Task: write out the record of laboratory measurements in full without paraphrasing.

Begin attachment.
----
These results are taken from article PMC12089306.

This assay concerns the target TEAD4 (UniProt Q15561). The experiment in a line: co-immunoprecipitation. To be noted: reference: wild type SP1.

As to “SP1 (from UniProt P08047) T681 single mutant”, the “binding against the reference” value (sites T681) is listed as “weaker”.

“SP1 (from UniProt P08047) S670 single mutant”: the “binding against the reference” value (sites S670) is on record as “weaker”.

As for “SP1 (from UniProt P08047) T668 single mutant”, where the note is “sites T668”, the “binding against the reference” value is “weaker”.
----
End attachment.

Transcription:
These results are taken from article PMC12089306.

This assay concerns the target TEAD4 (UniProt Q15561). The experiment in a line: co-immunoprecipitation. To be noted: reference: wild type SP1.

As to “SP1 (from UniProt P08047) T681 single mutant”, the “binding against the reference” value (sites T681) is listed as “weaker”.

“SP1 (from UniProt P08047) S670 single mutant”: the “binding against the reference” value (sites S670) is on record as “weaker”.

As for “SP1 (from UniProt P08047) T668 single mutant”, where the note is “sites T668”, the “binding against the reference” value is “weaker”.